It goes with the territory - gardeners love their food. The fun of growing and eating your own fruit inevitably leads on to kitchen creativity, and planting ever more interesting fruits. Imagine, for example ...
Quince trees are highly productive, and easy to grow in all areas of NZ. They're also extremely pretty trees (3-4m tall) with flowers like oversized apple blossom, textured foliage and a lovely shape. If space is short they can be grown flat along a fence as an espalier. Top self-fertile varieties: 'Smyrna', 'Van Deman'.
Core and thinly slice two or three firm ripe pears, leaving the skin on.
To make the quince jelly:
Makes approx 600 ml of Jelly.
'Free stone' prune plums are grown especially for drying as their stones are easily removed and they have high sugar levels. The attractive spring flowering tree grows 3-4m tall. These large purple plums are also delicious eaten fresh, with firm juicy yellow flesh. Top self-fertile varieties: 'Italian' and 'Stanley'.
Drunken Prunes with Mascarpone
30 pitted prunes (about 250g)
Split the vanilla pod lengthwise, and scrape out the seeds, add both pod and seeds to a large, heavy-bottomed saucepan with all other ingredients.
Place a teaspoonful of mascarpone on top of each prune, serve on a platter with toothpicks.
Easier to grow than sweet cherries, tart cherries are a rich source of anti-oxidants. They grow on a small spreading tree, which bears huge crops of bright red fruit in autumn. Tart cherries are self-fertile and will pollinate sweet cherries. Top self-fertile varieties: 'Montmorency', 'Griotella' (dwarf).
Tart Cherry Pie with Vanilla Cream
Shop bought or homemade shortcrust pastry
Preheat oven to 200°C.
To serve: Whip 150ml cream with 1tsp icing sugar and 1tsp good vanilla essence.
Fig trees are very easy to grow. They tolerate hard pruning so they can be kept small, grown flat against a wall as an espalier, or in large containers (e.g. half wine barrels). This makes it easier to protect the fruit with bird netting. Top self-fertile varieties: 'Lesa', 'Robyn',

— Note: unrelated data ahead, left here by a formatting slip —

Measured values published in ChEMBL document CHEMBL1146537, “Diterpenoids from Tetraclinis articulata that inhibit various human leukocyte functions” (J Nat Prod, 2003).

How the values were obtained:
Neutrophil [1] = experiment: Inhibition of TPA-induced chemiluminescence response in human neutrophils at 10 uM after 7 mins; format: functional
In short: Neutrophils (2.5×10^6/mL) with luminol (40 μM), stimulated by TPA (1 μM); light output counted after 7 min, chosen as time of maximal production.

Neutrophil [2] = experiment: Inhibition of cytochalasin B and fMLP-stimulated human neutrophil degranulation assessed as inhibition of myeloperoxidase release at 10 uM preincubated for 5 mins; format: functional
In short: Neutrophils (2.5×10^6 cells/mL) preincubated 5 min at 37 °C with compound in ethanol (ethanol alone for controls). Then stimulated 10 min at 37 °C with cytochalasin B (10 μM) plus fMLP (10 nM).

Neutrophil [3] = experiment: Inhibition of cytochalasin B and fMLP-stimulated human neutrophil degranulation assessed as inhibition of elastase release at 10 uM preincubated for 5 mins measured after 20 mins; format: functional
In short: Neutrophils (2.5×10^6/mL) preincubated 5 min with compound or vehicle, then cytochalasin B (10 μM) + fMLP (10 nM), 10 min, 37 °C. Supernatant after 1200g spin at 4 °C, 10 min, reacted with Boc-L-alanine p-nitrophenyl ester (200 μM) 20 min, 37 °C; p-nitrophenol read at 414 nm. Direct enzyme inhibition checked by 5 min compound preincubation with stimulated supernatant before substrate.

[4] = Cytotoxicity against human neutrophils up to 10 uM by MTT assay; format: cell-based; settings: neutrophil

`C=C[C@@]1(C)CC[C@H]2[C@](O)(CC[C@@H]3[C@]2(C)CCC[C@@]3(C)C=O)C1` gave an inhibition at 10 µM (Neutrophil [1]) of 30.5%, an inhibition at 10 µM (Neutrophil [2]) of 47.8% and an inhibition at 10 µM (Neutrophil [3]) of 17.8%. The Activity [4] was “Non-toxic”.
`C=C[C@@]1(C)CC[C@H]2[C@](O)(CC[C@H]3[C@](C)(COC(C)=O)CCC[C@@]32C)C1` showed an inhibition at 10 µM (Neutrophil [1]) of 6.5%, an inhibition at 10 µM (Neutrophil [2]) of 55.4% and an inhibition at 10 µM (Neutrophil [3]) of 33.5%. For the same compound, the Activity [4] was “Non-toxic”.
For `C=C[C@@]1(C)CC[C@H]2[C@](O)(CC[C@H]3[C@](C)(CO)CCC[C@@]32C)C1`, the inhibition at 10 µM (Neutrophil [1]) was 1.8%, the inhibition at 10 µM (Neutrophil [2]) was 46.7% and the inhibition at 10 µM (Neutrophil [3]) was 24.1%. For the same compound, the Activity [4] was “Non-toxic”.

Goat's Cheese, Fig & Honey Beetroot Salad
This hearty salad uses preserves made in the autumn stores section. If you have not made honey beetroot, simply scrub and quarter 2 large beetroot and roast for 25 minutes in a little cold-pressed olive oil until tender.
2 cups pickled honey beetroot cubes
Toss all the ingredients together just before serving.
Takes 5 minutes
Figs start developing on the tree as early as spring and swell all through the summer. The birds wait for them to change from green to deep purple before they swoop in for the lot. It can help to cover a few with plastic bags before the birds beat you to them.
These sweet and sour beetroot cubes are perfect in a salad of goat's cheese, walnuts and peppery greens. They are great on an antipasto platter or served warmed with lamb.
2 cups wine vinegar
Sterilise 1 x 1-litre jar or 2 x 500ml jars by washing in hot soapy water, rinsing with boiling water and then keeping hot in the oven at 150°C.
Takes 30 minutes
Makes 5 cups
Note: Allspice berries have the combined flavours of cinnamon, clove and nutmeg. They add a lovely warmth to pickles and chutneys.
Recipes extracted with permission from Now is the Season by Laura Faire, published by New Holland.
Now is the Season, by Laura Faire
Published by New Holland.
"The most important thing I have learned about food is that you can't make great food with rubbish ingredients", says Laura Faire in her introduction to this beautiful cookbook. As a keen gardener herself, the trained chef has written a book that will appeal hugely to those who love to cook with their own, home grown ingredients. Fronting each season there is a handy checklist of what to plant, what's ready for harvest and what needs tending to in the edible garden. This is followed by delicious, simple and honest seasonal recipes and handy hints on growing the key ingredients. Photographs by awarding winning NZ photographer, Kieran Scott.
Recipes extracted with permission from "Now is the Season" by Laura Faire, published by New Holland.